Thursday, November 25, 2010

A region stalled - is consumption the problem?

So what makes Auckland tick?
For some time Auckland has been seen as a problem economy.
To find out why I looked at some 20 studies of Auckland’s economy prepared between 2004 and 2010.  They were pretty repetitive, some just building on what others had already said.  The following themes pretty well cover the analyses and prognoses they offered:
(1)    Too much has been invested in consumption-focused activity and not enough in export industries;
(2)    Insufficient innovation to drive productivity, create competitive advantage, and grow exports;
(3)    There is a need to keep costs low to attract investment and maintain competitiveness;
(4)    Good connectivity (transport and communications) is needed to enable firms to work together    well and to do international business effectively;
(5)    As a high density urban area Auckland should be able to make productivity gains, lower costs, and lift connectivity;
(6)    An attractive living environment will attract and keep the people needed to make things happen.
A high density city is not the answer
In previous postings I pointed out that in employment terms Auckland has lagged over the past decade, with the rest of New Zealand growing slightly faster.  Actually Auckland led the way after 2007 – but in the wrong direction.  Auckland's  employment fell by 2.8% and the rest of New Zealand by 1.6%. 
Not only that, but when we review individual sectors it appears that concentration in Auckland was more likely to be a disadvantage than an advantage.  
That finding seems to knock out theme number (5) in the list above, that there are automatically advantages in the concentration of firms and in a larger, higher density environment. Maybe there are some gains to firms in a sector clustered in the region. Perhaps the density of activity in Auckland offers “urbanisation advantages” – more opportunities to conduct exchange at lower costs.  But if so, these things do not show up in aggregate performance. 
So, theoretical agglomeration economies must be offset by actual diseconomies -- the reality of the high cost of investing and operating in Auckland.  With the government pinning its hopes for economic recovery on the performance on the region, this has got to be a worry.
We need to look again at how to explain Auckland’s performance, and how we might promote it. In this posting I make a start by considering changes in economic structure, item number (1).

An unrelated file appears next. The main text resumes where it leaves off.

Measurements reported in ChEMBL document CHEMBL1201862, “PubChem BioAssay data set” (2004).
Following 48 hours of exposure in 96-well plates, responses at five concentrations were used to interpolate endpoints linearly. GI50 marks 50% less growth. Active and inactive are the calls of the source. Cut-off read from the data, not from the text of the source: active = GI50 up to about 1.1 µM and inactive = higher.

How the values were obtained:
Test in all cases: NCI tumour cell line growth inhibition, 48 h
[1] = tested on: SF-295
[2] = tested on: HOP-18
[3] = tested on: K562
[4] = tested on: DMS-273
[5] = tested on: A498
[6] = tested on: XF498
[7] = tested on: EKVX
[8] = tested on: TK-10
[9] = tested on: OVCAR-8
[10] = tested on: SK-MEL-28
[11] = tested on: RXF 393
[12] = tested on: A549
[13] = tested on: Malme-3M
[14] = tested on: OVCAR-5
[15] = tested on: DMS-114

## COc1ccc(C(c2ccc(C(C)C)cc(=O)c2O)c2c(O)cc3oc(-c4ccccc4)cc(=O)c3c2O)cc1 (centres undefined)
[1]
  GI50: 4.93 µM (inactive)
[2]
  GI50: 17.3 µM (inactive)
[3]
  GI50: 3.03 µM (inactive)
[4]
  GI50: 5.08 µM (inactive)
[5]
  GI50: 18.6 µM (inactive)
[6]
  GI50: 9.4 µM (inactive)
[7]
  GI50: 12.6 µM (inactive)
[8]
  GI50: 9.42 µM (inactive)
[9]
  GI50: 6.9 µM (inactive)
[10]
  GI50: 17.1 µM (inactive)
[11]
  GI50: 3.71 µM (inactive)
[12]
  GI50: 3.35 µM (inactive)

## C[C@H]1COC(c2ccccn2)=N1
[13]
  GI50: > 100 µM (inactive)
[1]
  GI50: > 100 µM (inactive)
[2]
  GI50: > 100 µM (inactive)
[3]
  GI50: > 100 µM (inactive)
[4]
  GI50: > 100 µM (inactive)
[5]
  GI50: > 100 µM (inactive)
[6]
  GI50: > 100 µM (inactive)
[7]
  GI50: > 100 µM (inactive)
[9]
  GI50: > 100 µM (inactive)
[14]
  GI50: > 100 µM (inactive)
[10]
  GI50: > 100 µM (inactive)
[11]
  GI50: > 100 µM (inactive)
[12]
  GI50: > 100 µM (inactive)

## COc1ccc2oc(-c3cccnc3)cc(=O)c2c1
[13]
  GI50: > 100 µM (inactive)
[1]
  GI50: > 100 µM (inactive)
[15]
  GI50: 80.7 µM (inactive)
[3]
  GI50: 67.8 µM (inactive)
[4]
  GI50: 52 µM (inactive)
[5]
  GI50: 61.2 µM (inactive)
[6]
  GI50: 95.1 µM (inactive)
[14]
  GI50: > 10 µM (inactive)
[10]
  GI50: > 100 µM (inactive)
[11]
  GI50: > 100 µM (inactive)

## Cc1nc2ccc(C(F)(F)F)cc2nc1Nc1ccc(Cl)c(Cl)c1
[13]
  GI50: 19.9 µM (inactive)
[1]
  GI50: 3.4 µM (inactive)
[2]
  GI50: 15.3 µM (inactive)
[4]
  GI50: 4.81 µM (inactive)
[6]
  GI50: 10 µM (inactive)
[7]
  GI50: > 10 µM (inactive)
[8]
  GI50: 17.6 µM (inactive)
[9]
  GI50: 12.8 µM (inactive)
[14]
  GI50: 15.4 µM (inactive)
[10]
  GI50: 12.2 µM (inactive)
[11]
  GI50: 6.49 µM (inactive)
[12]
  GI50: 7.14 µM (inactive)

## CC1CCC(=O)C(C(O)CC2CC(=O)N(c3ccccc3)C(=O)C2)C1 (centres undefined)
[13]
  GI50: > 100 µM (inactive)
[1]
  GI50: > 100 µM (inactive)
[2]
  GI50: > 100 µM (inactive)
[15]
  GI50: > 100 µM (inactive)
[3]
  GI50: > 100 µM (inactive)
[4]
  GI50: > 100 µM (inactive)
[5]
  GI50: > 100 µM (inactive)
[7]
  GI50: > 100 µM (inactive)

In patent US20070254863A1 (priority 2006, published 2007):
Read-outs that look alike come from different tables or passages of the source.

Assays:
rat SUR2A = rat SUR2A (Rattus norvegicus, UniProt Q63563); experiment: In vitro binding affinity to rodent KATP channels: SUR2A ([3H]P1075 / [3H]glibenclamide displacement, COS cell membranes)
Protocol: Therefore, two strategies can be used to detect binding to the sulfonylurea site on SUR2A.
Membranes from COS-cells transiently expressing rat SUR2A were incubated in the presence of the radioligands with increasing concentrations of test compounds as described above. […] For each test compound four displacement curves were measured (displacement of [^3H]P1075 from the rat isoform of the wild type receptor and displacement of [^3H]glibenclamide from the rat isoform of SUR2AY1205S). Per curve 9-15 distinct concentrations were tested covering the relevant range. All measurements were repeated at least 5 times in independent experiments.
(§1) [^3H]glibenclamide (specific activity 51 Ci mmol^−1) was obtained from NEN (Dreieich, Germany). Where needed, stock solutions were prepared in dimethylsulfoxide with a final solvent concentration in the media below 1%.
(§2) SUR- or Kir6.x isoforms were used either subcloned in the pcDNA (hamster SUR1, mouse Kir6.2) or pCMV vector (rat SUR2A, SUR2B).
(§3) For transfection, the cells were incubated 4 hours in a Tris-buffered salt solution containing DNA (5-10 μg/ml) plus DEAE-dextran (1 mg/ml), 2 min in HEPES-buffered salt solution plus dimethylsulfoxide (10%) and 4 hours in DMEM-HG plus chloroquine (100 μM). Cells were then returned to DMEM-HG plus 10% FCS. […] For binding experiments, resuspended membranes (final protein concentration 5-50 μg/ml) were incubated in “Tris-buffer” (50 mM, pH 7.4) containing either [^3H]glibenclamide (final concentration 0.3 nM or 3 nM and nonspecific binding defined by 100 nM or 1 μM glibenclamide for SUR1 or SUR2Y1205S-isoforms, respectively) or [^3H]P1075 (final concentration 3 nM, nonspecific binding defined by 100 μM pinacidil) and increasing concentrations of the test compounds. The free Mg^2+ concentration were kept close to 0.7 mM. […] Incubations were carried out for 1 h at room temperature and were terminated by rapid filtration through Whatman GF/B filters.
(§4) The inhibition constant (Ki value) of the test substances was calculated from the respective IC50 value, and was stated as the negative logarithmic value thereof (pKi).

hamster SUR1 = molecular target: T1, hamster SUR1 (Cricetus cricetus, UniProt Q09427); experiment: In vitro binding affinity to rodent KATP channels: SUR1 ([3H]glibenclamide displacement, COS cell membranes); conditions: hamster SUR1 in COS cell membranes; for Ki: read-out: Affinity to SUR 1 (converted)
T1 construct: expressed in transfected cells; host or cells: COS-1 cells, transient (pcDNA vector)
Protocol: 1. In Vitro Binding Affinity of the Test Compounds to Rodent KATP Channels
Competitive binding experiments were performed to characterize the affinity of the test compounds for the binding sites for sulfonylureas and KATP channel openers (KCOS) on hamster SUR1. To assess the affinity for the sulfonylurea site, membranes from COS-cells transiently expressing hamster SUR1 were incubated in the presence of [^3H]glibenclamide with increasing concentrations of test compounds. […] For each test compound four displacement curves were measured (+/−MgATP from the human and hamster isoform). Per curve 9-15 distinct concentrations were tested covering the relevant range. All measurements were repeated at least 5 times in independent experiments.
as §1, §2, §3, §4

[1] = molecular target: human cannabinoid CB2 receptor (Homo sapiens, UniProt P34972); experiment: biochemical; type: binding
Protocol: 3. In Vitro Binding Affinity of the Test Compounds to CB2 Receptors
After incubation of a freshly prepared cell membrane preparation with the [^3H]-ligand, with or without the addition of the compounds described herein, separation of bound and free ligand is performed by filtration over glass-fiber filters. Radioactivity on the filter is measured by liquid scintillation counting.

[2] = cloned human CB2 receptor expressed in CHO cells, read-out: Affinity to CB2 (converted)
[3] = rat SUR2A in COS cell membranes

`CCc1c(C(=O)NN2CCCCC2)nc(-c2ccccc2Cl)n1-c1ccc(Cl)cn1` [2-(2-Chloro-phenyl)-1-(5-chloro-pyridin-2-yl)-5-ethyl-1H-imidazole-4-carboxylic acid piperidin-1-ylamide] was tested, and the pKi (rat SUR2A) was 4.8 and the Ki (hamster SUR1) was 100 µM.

The wrong structure?
If over-dependence on consumption has been the problem, this will show up in the changing mix of activities in the region.

To explore this I grouped employment into major sectors in the table below and looked at each sector's growth over the decade, in two parts.  The first seven years saw almost unparalleled growth internationally.  The last three years were sent reeling by the Global Financial Crisis (GFC). 

The numbers come from the Statistics New Zealand February employment counts. They tell an interesting story.
Production of goods on the downward slope
First, manufacturing was definitely on the soft side for the first seven years. This set it up for an outright tumble with the onset of the GFC. When we look at the detail, only the food and beverage sectors made any significant progress at all over the whole period. Machinery and equipment manufacturing just held its ground.  But the whole lot contracted – even these favoured subsectors  – from 2007 to 2009.
The other "industrial" activities – transport and storage, construction, and utilities – fared better early on, but joined the tumble in later.

Business services hit the wall
Second, the big player in the first part of the decade – business and support services, which grew by 37% in seven years – also hit the wall in the second part, giving back 15% of the job gain .  Not surprisingly, financial, administrative and real estate services took the biggest hit. Overall, this sector accounted for a third of the region’s gain between 2000 and 2007 and then a third of its loss between 2007 and 2010.